Originally posted by mete
...(Kevin you may use this thought in your classes) What makes ice cream texture so smooth ?? As the ice cream is frozen ( nucleating new grains ) we stir it (forge it) to permit many more points of nucleation therefore smaller grains and smoother texture....
That is good. I had not thought of that one.
Originally posted by rdangerer
...(Very interesting stuff Kevin. Please do come back to this forum and elaborate when you feel like you have validated and reproduced the results you are seeing. Sounds like one heckuva way to build a blade, big or hunting sized, for both toughness, AND good edge retention, with the beauty of damascus. And that is a tall order. I think a number of 'smiths would appreciate hearing your insights if you don't mind sharing.
I have no problem sharing, anybody who knows me is aware that I detest "secrets" and those who claim to have them, I just think it is silly. But something I detest even more is looking like a fool becuase I jumped to premature conclusions before validating preliminary findings.
I a study that I presented 2 weeks ago, at the Ashokan seminar, I observed phenomenon in many aspects of performance (heat treat-ability, material consistancy, edge retention, impact strength and interesting observances under the microscope) of many damascus combinations. I am one of the biggest sceptics around and have never thought of damascus as anything more than just another steel, that, if done right, could be as good as the steels used in it. But my initial results have me rethinking my entire view to the point that I need to do much more study before I will have the guts to admit everything I am seeing.
One thing that I am seeing enough to admit to is somethig that I had a hunch about all along. The so called "damascus cutting affect" appears to be a reality when cutting certain mediums, not due to the hard/soft layer nonsense, but instead how this material goes dull.
Even though I always knew O1/L6 was about the best choice I personally have made for combinations, it has blind-sided me with some behavioral characterstics that are just not normal (in a good way). I really want to get some sort of clue as to the mechanism for this behavior before I start speculating in front of the masses. I think there are already way too many wild@##$% conclusions jumped to in the knife business with total lack of solid evidence, without me adding to the confusion.
Mete: I have not done any serious studies involving bainite in my mixes, but I can guarantee that with all the hype these days, I will be doing such testing.
At this point I also find it hard to resist comments about nucleation and grain refinement by mechanical deformation, since I also have ahd a keen interest in that field as of late. The grain refinement by cold working does not result in breaking up or fracturing of grains, as mete pointed out any kind of fracturing is bad and requires welding heat to fix. What happens is the grains are elongated and deformed by slip within the crystaline lattice, inducing strain energy within the lattice and lots at the grain boundaries. This all still means nothing to grain size until the steel is reheated. Then at Ac1 all of that engergy will provide points for which new tiny grains to nucleate. After they form they will begin to grow by consuming the other grains. Large grains tend to grow at the expense of smaller ones. There are a couple of hitches to this whole hammer refining idea though-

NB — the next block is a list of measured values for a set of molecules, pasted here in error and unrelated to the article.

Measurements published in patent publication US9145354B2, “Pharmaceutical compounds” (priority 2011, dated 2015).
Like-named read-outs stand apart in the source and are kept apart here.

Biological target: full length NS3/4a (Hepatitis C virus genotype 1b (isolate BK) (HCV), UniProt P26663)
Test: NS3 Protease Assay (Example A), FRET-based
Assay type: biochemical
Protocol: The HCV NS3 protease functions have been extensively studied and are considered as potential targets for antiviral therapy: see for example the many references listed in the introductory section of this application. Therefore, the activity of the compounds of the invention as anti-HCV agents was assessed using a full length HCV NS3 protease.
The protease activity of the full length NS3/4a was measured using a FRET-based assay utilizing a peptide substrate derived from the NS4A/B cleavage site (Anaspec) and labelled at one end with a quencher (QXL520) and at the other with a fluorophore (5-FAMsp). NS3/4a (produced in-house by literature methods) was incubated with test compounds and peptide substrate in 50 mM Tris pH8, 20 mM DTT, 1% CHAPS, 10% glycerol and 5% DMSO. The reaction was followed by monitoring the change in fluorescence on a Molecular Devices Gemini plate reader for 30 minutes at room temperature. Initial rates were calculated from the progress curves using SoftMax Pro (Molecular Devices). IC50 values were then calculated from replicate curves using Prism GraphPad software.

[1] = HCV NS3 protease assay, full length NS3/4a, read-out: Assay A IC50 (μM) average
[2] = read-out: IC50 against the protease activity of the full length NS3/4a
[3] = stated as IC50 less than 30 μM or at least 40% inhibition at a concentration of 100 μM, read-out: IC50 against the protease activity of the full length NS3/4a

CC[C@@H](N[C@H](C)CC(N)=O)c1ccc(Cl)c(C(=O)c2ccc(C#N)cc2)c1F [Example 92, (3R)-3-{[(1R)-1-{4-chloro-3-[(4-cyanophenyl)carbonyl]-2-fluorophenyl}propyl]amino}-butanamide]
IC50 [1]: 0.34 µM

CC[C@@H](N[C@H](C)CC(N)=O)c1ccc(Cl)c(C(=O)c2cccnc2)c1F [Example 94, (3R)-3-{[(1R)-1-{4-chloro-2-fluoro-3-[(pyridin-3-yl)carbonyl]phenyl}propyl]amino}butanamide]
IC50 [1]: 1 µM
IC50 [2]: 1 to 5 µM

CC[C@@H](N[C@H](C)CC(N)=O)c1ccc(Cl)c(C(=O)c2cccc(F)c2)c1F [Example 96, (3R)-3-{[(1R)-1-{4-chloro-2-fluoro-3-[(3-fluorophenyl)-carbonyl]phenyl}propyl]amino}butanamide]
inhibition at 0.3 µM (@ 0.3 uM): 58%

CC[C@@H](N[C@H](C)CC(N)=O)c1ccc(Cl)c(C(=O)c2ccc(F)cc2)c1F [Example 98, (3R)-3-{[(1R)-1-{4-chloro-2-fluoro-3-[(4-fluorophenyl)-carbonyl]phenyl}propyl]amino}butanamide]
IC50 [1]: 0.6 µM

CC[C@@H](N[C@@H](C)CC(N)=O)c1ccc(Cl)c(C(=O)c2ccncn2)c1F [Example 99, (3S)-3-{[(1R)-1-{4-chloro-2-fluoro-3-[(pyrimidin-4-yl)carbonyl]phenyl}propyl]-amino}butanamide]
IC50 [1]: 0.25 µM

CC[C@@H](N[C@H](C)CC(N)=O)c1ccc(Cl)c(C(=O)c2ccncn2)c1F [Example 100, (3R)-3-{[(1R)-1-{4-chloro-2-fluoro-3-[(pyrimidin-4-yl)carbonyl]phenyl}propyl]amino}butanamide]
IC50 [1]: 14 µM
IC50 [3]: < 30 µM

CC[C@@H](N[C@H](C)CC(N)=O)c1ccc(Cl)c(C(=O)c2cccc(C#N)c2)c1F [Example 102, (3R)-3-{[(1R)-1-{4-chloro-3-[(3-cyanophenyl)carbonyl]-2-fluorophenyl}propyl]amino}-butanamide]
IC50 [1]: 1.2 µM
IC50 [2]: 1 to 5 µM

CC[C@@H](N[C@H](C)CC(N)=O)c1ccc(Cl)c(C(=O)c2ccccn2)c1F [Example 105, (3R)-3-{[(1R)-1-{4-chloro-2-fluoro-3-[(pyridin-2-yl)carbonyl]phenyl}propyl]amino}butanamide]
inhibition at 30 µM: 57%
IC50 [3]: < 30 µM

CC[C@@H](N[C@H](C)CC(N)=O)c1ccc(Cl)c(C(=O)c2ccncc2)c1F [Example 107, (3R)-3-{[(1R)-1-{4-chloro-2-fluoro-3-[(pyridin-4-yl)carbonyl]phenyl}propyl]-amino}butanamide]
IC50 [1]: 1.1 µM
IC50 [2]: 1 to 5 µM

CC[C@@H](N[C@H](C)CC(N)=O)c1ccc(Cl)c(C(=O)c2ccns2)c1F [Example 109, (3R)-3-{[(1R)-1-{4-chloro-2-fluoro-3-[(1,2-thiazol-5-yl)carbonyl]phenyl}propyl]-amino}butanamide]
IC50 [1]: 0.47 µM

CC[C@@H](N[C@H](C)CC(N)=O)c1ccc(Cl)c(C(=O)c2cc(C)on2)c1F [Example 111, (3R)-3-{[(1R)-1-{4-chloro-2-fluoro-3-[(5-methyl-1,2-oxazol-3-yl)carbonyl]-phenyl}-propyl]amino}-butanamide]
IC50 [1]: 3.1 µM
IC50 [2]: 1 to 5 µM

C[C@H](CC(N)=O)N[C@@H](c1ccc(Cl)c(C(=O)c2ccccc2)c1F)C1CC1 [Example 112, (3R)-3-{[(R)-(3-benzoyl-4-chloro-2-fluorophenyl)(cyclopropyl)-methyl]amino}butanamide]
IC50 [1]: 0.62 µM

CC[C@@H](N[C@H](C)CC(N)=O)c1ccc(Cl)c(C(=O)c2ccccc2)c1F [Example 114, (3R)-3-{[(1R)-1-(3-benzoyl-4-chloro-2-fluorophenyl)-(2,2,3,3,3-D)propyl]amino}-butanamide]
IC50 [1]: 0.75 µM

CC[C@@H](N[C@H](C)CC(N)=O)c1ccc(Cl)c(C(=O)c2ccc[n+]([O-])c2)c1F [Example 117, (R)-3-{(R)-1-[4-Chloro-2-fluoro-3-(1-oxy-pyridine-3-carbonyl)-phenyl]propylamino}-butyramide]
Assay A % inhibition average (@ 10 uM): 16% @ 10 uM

First the residual strain will reduce the recrystalization temperature and increase the rate of grain growth. It is still heat and not the hammer that does the actual transformation, and when it comes to putting engergy into a blade, a forge fire will beat even the biggest hammers hands down. There is a critical amount of cold deformation required to create these points of nucelation and there is a phenomenon known as uneven coarsening or germination that can result by putting just enough strain in to start the ball rolling but not enough to do a thorough job. A few sacattered points of higher strain will result in a few rapidly forming grains that will begin to coarsen quicker as they feed off their finer and slower brothers. In light of this I personally don't get into hammering for a few minutes at teh end of the forging at dull red. but I do get into using heat to evenly refine the grain throughout. If points of high "stress" for nucleation is what you are looking for, no hammer ever made by man can put more stress into every grain of the steel like martensite. If you want to shrink grains real fast, reheat martensitic steel to Ac1.
I guess my point is, that I would shape the steel with a hammer and leave the internal structures for the fire and heat treatments.
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